It was later established that the transmissions from the Aircraft Communication and Reporting System (ACARSAircraft Communication and Reporting System) through satellite communication system occurred at regular intervals starting before MH 370 departed Kuala Lumpur, Malaysia at time 12:56:08 MYTMalaysian Time (MYT) is Coordinated Universal Time (UTC) + 8 hours and with the last communication occurred at 01:07:49 MYTMalaysian Time (MYT) is Coordinated Universal Time (UTC) + 8 hours.[1]

Sightings and Incidents

Incident description


Mysterious sound heard at Marang Beach, north east of Pulau Kapas, Malaysia.

Eight men were sitting on a bench about 400 metres from the Marang Beach at 1:20am when they heard a loud explosion. The men reported the incident to the Terengganu police. The report was then forwarded to the Bukit Aman police..[1]


Pilot establishes contact with MH370

A pilot in a Boeing 777 flying ahead of MH370 (bound for Narita, Japan) was asked by Vietnamese air traffic control to contact MH370. The pilot heard a person mumbling (he believed it was MH370 co-pilot) and there was a lot of interference or static.[2]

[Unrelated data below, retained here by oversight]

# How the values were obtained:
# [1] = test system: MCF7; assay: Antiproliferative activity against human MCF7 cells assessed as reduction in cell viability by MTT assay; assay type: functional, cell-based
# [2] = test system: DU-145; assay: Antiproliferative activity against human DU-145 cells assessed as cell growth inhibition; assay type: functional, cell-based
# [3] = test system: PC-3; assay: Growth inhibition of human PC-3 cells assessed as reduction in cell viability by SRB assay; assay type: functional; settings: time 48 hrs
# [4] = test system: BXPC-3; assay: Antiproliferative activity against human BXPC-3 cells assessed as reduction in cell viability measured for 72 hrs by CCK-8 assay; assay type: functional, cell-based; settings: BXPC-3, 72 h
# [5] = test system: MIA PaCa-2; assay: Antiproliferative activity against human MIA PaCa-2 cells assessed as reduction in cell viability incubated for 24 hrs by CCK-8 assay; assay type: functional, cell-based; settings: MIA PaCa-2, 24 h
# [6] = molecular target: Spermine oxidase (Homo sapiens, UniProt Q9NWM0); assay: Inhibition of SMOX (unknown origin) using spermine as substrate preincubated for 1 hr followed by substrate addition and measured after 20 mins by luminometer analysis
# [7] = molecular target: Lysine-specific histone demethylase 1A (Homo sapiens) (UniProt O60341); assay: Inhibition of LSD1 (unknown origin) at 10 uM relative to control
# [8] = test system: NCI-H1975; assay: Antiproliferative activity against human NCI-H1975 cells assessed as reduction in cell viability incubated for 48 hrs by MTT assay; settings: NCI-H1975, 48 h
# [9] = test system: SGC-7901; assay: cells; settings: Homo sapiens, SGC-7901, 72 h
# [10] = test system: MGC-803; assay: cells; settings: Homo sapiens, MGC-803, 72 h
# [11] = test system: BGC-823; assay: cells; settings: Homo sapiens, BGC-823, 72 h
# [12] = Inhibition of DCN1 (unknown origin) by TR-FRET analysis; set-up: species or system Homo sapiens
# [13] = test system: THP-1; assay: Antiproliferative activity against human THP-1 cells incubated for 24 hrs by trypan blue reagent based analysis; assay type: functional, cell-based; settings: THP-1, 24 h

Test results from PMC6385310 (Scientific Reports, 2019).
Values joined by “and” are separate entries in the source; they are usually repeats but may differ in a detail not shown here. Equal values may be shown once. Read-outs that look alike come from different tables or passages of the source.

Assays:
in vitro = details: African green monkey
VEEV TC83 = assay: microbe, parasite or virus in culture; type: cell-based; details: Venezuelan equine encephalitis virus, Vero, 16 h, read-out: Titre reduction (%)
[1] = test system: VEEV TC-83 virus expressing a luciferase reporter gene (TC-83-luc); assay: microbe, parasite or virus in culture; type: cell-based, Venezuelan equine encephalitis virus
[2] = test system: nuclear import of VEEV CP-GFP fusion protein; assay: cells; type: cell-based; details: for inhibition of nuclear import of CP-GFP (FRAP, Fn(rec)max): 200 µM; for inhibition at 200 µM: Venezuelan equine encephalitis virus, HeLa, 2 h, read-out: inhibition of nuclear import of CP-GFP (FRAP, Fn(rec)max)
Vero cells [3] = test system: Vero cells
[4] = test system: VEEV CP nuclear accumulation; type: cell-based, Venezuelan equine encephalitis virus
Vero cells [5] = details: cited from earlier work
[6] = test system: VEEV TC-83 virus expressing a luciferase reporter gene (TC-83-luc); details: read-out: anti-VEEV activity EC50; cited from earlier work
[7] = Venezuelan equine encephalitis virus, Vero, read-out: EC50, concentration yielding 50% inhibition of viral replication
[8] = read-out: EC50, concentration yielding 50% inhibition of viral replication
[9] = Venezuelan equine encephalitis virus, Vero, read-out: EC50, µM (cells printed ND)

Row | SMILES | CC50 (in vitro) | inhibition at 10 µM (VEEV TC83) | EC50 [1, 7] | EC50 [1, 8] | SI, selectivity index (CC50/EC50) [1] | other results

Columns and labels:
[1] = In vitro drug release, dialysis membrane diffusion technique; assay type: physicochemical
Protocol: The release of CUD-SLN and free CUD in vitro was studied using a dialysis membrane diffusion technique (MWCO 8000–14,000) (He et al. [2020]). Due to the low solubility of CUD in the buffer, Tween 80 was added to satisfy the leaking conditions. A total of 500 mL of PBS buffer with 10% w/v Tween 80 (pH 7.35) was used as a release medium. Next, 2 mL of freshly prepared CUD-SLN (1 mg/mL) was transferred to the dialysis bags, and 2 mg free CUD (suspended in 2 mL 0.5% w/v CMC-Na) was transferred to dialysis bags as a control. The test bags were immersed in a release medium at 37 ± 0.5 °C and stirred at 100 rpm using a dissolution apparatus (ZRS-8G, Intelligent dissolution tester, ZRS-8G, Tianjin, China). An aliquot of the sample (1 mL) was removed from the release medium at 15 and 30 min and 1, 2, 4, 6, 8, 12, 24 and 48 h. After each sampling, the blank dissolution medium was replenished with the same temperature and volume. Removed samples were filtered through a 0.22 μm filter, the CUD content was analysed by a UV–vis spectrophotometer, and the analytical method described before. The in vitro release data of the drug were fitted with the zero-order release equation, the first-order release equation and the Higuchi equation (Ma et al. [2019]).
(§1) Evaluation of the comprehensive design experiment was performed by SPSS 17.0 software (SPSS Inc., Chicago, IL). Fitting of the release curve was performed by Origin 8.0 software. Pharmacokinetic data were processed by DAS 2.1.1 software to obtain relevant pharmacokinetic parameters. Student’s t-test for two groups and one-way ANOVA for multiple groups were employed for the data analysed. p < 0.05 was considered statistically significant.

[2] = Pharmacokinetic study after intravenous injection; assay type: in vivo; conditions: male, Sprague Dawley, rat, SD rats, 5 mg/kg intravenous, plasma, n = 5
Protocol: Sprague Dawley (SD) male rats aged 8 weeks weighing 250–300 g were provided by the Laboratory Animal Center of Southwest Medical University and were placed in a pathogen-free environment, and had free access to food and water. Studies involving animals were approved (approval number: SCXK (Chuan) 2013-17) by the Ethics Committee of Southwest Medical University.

Oil Rig Worker


British Sailor

6:15am GMTGreenwich Mean Time +5

Low-flying "jumbo jet" seen over Maldives atoll

Residents of Kuda Huvadhoo in Dhaal Atoll reported seeing a white aircraft with red stripes on it flying low in a north to south-east direction. They were alerted by the loud noise it made.[3]

Notes and References
  1. MISSING MH370: Terengganu police receive report on explosion in Marang. New Straits Times. 12 March 2014
  2. MISSING MH370: Pilot: I established contact with plane. New Straits Times. 12 March 2014
  3. Maldives island residents report sighting of 'low flying jet'. Haveeru Online. 18 March 2014.

An Accident?

On 29 January, 2015 the Director General of Department of Aviation (Malaysia) issued a Press Statement[1] in which the loss of MH370 was described as 'an accident'. This appears to conflict with the many previous statements that MH370 remained under control of one or more persons. However, as explained by Mr Rahman the terminology is from the ICAOInternational Civil Aviation Organisation Annexe 13. The Statement is presented here so the contents can be linked to other parts of this Wiki.